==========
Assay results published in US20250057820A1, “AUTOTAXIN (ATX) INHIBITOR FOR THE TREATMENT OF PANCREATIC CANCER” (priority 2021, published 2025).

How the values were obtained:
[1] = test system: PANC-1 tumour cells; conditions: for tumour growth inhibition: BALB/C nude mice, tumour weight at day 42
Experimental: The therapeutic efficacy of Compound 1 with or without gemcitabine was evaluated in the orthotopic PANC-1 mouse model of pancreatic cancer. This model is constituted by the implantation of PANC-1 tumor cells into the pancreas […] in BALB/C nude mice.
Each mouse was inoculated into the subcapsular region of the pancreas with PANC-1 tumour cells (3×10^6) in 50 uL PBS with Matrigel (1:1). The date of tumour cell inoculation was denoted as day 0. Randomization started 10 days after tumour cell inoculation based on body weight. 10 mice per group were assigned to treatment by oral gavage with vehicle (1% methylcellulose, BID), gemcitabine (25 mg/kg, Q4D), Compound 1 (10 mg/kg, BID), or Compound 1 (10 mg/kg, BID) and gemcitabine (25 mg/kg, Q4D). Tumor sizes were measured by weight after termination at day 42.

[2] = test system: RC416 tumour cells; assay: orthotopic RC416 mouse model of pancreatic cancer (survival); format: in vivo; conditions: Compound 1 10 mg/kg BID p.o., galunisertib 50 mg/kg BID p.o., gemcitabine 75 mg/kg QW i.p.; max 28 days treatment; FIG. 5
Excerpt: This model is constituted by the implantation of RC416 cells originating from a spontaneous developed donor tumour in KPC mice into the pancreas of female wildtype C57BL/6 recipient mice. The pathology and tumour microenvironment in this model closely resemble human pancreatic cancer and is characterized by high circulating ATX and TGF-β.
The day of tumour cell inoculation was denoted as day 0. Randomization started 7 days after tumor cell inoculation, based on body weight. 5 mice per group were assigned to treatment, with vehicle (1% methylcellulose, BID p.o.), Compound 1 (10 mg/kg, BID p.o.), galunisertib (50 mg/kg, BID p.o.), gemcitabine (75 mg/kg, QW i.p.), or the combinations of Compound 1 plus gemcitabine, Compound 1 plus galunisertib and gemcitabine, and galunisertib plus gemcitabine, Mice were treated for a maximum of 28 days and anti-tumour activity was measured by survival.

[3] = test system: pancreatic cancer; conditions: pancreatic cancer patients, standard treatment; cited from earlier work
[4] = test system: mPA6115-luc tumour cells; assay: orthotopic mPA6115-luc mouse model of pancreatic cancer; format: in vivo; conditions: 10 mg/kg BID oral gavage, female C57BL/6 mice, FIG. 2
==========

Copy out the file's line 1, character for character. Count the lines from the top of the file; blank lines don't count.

Assay results published in US20250057820A1, “AUTOTAXIN (ATX) INHIBITOR FOR THE TREATMENT OF PANCREATIC CANCER” (priority 2021, published 2025).